Elon university students find joy, growth in serving others

Senior Alexis Janes has been spending the semester at the Women’s Resource Center in Burlington, where she has worked to market and publicize the 15th annual herb festival. Photo by Merissa Blitz, staff photographer.

It’s all about self-empowerment, according to Elon University senior Alexis Janes.

Janes is completing her practicum at the Women’s Resource Center (WRC) in Burlington, an organization that gives women in Alamance County the support they need to become self-sufficient.

The WRC is hosting its 15th annual herb festival April 26-28 to raise money for its programming and initiatives. For Janes, working on the project has been a professional eye-opener.

“I might not take the traditional route of human services, but it’s been really good experience seeing how a nonprofit works,” she said. “I’m in the more event-planning side of it, marketing, and I really got involved with the members to raise money.”

The money from the herb festival event funds most of the WRC’s annual activities, according to intern and senior Jessica Gibian. The staff is hoping to raise $30,000 in three days, with help from generous members and festival attendees.

For many of the women coming to the WRC for help, life has only recently forced them into dire straits. According to Janes, the center serves displaced homemakers, the underemployed and the unemployed. Most of the time, clients have recently experienced divorce or job loss.

“We do job counseling, help them write their resumes, practice interviews and develop networking skills,” Janes said. “We provide them with gas cards to help them, we find appropriate housing and daycare. So much goes into finding a job that you don’t ever think about.”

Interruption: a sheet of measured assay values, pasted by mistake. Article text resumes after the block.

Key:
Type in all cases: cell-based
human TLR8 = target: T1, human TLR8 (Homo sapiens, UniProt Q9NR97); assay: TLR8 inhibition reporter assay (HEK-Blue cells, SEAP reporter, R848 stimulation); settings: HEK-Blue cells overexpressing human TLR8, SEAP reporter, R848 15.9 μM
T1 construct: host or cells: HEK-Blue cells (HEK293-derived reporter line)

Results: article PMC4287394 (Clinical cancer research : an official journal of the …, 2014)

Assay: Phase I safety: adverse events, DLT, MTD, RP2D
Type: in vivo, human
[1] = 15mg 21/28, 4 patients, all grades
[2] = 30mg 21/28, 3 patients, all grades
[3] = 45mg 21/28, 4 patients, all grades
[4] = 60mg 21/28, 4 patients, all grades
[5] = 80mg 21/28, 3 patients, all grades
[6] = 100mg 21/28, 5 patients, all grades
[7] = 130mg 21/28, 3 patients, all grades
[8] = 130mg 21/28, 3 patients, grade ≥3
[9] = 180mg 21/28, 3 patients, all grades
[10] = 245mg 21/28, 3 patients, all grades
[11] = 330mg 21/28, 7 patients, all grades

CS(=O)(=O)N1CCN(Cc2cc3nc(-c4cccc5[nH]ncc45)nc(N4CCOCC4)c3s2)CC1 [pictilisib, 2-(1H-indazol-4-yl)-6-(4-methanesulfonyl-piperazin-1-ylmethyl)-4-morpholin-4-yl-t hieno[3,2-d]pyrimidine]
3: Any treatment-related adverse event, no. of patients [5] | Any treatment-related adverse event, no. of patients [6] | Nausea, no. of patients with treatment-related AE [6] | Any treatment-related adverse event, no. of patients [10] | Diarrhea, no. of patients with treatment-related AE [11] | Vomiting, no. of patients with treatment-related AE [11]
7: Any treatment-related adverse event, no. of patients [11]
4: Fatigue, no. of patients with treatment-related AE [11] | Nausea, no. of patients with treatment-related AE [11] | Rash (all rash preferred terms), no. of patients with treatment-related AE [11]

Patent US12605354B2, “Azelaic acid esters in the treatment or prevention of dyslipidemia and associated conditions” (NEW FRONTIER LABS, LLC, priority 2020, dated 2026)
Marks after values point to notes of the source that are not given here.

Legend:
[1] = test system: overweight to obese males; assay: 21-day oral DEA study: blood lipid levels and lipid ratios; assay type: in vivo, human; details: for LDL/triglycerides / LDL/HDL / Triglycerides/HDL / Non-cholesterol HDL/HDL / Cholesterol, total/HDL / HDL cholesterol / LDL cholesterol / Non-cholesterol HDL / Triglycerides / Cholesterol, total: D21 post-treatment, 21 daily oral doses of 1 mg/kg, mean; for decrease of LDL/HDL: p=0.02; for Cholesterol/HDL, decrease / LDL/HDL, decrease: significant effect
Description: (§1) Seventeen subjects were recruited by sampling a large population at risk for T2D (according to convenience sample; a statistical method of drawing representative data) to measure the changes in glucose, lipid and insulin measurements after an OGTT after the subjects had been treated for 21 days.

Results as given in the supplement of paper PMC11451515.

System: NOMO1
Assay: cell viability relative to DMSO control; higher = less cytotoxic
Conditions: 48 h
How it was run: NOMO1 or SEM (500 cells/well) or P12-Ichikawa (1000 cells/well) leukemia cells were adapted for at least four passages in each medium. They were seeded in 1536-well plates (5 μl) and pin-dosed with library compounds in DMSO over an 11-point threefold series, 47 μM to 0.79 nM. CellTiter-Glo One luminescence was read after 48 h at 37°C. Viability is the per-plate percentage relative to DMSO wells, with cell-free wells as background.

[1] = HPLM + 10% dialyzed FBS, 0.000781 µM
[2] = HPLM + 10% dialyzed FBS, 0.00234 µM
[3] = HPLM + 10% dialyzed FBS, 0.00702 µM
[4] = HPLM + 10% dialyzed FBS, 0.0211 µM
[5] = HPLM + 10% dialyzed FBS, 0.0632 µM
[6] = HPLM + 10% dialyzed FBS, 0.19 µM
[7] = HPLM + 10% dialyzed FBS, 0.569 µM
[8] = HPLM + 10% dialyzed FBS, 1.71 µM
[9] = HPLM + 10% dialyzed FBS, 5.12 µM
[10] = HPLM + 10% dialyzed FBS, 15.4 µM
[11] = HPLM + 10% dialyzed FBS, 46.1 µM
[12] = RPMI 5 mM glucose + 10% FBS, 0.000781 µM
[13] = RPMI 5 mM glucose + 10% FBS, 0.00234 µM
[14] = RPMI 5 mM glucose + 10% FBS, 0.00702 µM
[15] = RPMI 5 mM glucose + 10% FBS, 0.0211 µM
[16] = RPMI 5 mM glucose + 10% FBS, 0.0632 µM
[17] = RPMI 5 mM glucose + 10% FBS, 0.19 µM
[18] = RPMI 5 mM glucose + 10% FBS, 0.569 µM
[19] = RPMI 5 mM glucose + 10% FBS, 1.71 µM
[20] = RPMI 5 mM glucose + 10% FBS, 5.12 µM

The WRC also serves as a liaison between clients and other organizations such as the Burlington Housing Authority.

For Gibian, working with the WRC has shaped her career plans.

“This past summer, I started thinking about taking (the human services route),” she said. “Since I’m part time, my parents suggested I take some of the time I’m not in class to do an internship that will bolster my resume, but also give me experience and narrow down what I want. I started at WRC and I loved it immediately.”

Both Janes and Gibian said they believe in the purpose of the organization and feel they’re benefiting from the experience.

But they’re not the only ones receiving value from the WRC.

“I really love seeing women come in and say, ‘I need this money to get recertified,’ and then two weeks later they’re on their way to income,” Gibian said. “I love seeing their mission carried out. I really believe in it so much because it really can continue itself. Teach a man to fish, and he’ll have fish forever.”

By witnessing the importance of social services and assistance, Gibian has a greater appreciation for what she has.

“I know I’ve been really lucky to have avoided all of the pitfalls that lead to that, but not everyone is born lucky,” she said. “To see someone who maybe had a rough childhood, or in the past few years things just haven’t been going well, be on their own and be ready to be on their own is a cool thing.”

For both students, bringing the WRC to a younger generation has been a top priority.

“We’re really trying to get people involved in our social media because our member group is mainly the older generation,” Janes said. “My goal is really to get people involved that are younger, people that have just graduated college, because I learned so much.”

Not only has it inspired Janes to connect with more youthful members, the experience at the WRC has changed her view of the female gender.

“Now I see that women can work, they can volunteer, they can have families, they can be members of an organization,” she said. “They can do anything.”

Finalizing plans for the herb festival and knowing it can change the lives of the clients at the WRC has been of great importance to Janes.

“This is how we can afford to give these women a gas card, or give them counseling and legal help for free,” she said. “The best part has been seeing the herb festival all come together, and seeing what all that money is going to do.”

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